My Life in the Golden Age of Chemistry: More Fun Than Fun

My Life in the Golden Age of Chemistry: More Fun Than Fun

F. Albert Cotton

Language: English

Pages: 512

ISBN: 0128012161

Format: PDF / Kindle (mobi) / ePub

A giant in the field and at times a polarizing figure, F. Albert Cotton’s contributions to inorganic chemistry and the area of transitions metals are substantial and undeniable. In his own words, My Life in the Golden Age of Chemistry: More Fun than Fun describes the late chemist’s early life and college years in Philadelphia, his graduate training and research contributions at Harvard with Geoffrey Wilkinson, and his academic career from becoming the youngest ever full professor at MIT (aged 31) to his extensive time at Texas A&M. Professor Cotton’s autobiography offers his unique perspective on the advances he and his contemporaries achieved through one of the most prolific times in modern inorganic chemistry, in research on the then-emerging field of organometallic chemistry, metallocenes, multiple bonding between transition metal atoms, NMR and ESR spectroscopy, hapticity, and more. Working during a time of generous government funding of science and strong sponsorship for good research, Professor Cotton’s experience and observations provide insight into this prolific and exciting period of chemistry.

  • Offers personal and often wry perspective from this prominent chemist and recipient of some of science’s highest honors: the U.S. National Medal of Science (1982), the Priestley Medal (the American Chemical Society's highest recognition, 1998), membership in the U. S. National Academy of Sciences and corresponding international bodies, and 29 honorary doctorates
  • Details the background behind the development and emergence of groundbreaking research in organometallic chemistry and transition metals
  • Provides beautifully-written and engaging insight into a "Golden Age of Chemistry" and the work of historically renowned chemists

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where its effects may be a classic case of the law of unintended consequences. No doubt this act was intended to force mission-oriented federal agencies to demonstrate that they actually fulfill their missions. For an agency with a mission of producing a material product, or at least a readily measurable outcome, this is fine. For the NSF, whose mission is supposed to be the support of excellence in basic research, where a year-by-year demonstration of effectiveness is obviously impossible, this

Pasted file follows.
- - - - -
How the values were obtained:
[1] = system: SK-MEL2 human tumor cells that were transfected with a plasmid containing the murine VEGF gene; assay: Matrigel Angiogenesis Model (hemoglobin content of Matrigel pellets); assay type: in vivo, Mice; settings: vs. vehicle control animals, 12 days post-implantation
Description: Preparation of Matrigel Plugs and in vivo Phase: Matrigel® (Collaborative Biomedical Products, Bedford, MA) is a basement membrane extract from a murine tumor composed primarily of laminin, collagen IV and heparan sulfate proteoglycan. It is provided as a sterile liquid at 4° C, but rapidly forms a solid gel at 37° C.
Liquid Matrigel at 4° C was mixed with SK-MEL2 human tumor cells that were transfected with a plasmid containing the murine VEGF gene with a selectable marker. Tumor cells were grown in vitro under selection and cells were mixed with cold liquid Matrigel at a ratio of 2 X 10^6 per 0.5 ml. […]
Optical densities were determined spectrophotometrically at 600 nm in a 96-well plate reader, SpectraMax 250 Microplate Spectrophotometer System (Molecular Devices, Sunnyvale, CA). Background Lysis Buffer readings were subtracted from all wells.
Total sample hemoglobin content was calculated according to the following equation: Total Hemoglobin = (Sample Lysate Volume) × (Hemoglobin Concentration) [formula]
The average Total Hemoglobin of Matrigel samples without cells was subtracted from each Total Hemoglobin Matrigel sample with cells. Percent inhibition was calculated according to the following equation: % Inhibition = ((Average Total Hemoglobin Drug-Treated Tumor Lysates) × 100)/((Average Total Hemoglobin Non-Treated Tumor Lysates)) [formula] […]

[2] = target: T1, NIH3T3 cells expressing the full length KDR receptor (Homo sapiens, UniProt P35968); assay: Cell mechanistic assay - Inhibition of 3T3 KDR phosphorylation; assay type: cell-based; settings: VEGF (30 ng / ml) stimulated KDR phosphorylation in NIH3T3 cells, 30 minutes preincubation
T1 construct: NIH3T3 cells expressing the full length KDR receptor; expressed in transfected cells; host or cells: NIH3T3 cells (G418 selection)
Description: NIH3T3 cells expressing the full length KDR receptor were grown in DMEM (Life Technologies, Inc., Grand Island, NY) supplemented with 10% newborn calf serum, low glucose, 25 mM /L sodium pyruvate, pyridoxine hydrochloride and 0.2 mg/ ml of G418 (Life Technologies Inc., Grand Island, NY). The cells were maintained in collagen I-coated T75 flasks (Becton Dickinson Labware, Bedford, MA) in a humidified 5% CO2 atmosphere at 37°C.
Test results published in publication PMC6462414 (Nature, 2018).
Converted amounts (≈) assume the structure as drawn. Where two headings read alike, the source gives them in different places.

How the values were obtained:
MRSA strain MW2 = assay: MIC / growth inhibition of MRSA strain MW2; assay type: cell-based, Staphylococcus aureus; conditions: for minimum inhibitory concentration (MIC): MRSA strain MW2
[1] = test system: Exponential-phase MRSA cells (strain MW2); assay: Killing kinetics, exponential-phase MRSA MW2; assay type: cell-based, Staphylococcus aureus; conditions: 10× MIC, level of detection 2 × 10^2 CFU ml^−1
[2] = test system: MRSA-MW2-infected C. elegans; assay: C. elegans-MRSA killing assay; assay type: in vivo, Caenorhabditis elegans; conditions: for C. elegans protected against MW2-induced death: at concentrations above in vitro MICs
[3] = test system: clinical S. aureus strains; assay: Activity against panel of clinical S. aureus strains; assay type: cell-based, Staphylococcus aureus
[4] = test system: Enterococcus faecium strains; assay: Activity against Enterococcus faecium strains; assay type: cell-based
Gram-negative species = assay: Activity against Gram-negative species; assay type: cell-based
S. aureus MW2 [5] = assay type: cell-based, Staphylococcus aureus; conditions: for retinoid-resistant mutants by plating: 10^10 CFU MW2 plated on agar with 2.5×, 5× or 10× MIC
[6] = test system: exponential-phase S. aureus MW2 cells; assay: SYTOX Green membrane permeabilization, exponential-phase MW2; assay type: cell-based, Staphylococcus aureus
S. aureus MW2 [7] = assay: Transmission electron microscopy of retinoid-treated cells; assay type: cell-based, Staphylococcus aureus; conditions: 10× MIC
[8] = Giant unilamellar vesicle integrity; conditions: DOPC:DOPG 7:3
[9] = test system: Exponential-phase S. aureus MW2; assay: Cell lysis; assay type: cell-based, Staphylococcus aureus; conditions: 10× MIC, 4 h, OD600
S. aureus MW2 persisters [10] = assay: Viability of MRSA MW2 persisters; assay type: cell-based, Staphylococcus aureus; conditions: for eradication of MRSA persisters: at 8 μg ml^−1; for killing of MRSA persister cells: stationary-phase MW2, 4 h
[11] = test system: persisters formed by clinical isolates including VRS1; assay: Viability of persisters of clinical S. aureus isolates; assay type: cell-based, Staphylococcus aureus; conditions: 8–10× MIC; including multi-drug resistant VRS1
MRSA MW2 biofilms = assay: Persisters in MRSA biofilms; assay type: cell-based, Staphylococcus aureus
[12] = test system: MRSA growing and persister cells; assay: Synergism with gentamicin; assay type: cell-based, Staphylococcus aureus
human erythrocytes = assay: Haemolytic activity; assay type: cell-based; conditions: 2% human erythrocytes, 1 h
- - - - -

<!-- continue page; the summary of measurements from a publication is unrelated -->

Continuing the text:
Vibrational Spectra and Bonding in Metal Carbonyls IV CO and Re–Re Stretching Modes in the Decacarbonyls of Rhenium and Manganese. Inorg Chem. 1965;4:1328–1334. 167. Cotton FA, Lippard SJ. New Rhenium(V) Oxyhalide Complexes. Chem Commun. 1965;245–246. 168. Cotton FA, Weaver DL. An Authenticated Perchlorate Complex. J Amer Chem Soc. 1965;87:4189. 169. Cotton FA, Morehouse SM. The Molecular Structure of a Diamagnetic, Doubly Oxygen-Bridged, Binuclear Complex of Molybdenum(V) Containing a

Quadruply-Bonded Dimolybdenum Tetra(dithiocarboxylato) Compounds. Acta Chem Scand. 1978;A32:663–671. 567. Connor JA, Pilcher G, Skinner HA, Chisholm MH, Cotton FA. Thermochemistry of Some Metal-to-Metal Triple Bonds. J Am Chem Soc. 1978;100:7738–7739. 568. Cotton FA, Hanson BE, Rice GW. A New Example of a Dichromium Compound with a Supershort CrCr Quadruple Bond. Angew Chem. 1978;90:1015–1016 International Edition in English, 17, 953. 569. Cotton FA, Riess JG, Rice CE, Stults BR. Structure,

Figure 3-5 (a) Simplified energy level diagram for Co(II) in a tetrahedral ligand field, ignoring the 4T1-4T1 interactions and spin-orbit coupling. (b) Reflectance spectra of (C9H8N)3CoX4. A: X = I−; B: X = Br−; C: X = Cl−. These spectra show, inter alia, that the order of the halide ions in the spectrochemical series is Cl− > Br− > I−. They also, a bit less obviously, provide a basis for the phenomenon that Klixbull-Jorgensen called the nephelauxetic (cloud-expanding) effect. These bands all

then, by earning merit badges, to Star Scout and Life Scout. I never became an Eagle Scout because I dropped out at the age of about fifteen in favor of the musical activities I shall describe later. I don’t know what being a Boy Scout is like today, but I am a 100% supporter of the scouting movement as I experienced it. It was wholesome, very educational, and tremendous fun. I have the fondest memories of it and feel privileged to have had the opportunity to be a Scout. Were more opportunities

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